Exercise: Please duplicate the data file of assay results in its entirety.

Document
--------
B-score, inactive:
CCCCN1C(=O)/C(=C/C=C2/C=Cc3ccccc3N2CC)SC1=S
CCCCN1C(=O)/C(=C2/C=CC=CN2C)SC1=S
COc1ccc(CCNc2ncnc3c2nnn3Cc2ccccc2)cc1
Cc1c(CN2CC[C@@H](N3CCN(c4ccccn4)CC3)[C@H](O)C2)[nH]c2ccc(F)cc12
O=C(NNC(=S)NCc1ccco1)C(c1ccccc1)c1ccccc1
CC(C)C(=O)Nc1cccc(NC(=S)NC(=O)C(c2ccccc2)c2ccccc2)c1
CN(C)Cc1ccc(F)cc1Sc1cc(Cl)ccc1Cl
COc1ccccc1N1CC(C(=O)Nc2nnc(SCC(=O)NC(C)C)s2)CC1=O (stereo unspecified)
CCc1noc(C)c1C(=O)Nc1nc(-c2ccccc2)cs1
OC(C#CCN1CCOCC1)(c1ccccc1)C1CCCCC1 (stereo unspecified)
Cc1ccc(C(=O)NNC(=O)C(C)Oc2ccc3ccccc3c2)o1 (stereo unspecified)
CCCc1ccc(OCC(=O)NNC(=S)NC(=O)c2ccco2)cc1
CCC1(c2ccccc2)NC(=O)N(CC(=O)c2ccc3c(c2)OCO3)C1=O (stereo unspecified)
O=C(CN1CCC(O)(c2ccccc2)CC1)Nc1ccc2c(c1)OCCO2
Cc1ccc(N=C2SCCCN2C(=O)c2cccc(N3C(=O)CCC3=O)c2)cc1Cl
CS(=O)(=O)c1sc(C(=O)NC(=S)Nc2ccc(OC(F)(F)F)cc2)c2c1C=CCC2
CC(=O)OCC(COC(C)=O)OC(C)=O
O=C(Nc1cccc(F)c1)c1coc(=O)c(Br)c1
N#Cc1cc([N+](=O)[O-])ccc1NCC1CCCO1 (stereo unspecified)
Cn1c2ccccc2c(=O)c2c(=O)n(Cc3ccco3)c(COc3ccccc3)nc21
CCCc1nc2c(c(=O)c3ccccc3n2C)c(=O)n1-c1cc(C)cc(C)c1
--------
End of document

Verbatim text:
B-score, inactive:
CCCCN1C(=O)/C(=C/C=C2/C=Cc3ccccc3N2CC)SC1=S
CCCCN1C(=O)/C(=C2/C=CC=CN2C)SC1=S
COc1ccc(CCNc2ncnc3c2nnn3Cc2ccccc2)cc1
Cc1c(CN2CC[C@@H](N3CCN(c4ccccn4)CC3)[C@H](O)C2)[nH]c2ccc(F)cc12
O=C(NNC(=S)NCc1ccco1)C(c1ccccc1)c1ccccc1
CC(C)C(=O)Nc1cccc(NC(=S)NC(=O)C(c2ccccc2)c2ccccc2)c1
CN(C)Cc1ccc(F)cc1Sc1cc(Cl)ccc1Cl
COc1ccccc1N1CC(C(=O)Nc2nnc(SCC(=O)NC(C)C)s2)CC1=O (stereo unspecified)
CCc1noc(C)c1C(=O)Nc1nc(-c2ccccc2)cs1
OC(C#CCN1CCOCC1)(c1ccccc1)C1CCCCC1 (stereo unspecified)
Cc1ccc(C(=O)NNC(=O)C(C)Oc2ccc3ccccc3c2)o1 (stereo unspecified)
CCCc1ccc(OCC(=O)NNC(=S)NC(=O)c2ccco2)cc1
CCC1(c2ccccc2)NC(=O)N(CC(=O)c2ccc3c(c2)OCO3)C1=O (stereo unspecified)
O=C(CN1CCC(O)(c2ccccc2)CC1)Nc1ccc2c(c1)OCCO2
Cc1ccc(N=C2SCCCN2C(=O)c2cccc(N3C(=O)CCC3=O)c2)cc1Cl
CS(=O)(=O)c1sc(C(=O)NC(=S)Nc2ccc(OC(F)(F)F)cc2)c2c1C=CCC2
CC(=O)OCC(COC(C)=O)OC(C)=O
O=C(Nc1cccc(F)c1)c1coc(=O)c(Br)c1
N#Cc1cc([N+](=O)[O-])ccc1NCC1CCCO1 (stereo unspecified)
Cn1c2ccccc2c(=O)c2c(=O)n(Cc3ccco3)c(COc3ccccc3)nc21
CCCc1nc2c(c(=O)c3ccccc3n2C)c(=O)n1-c1cc(C)cc(C)c1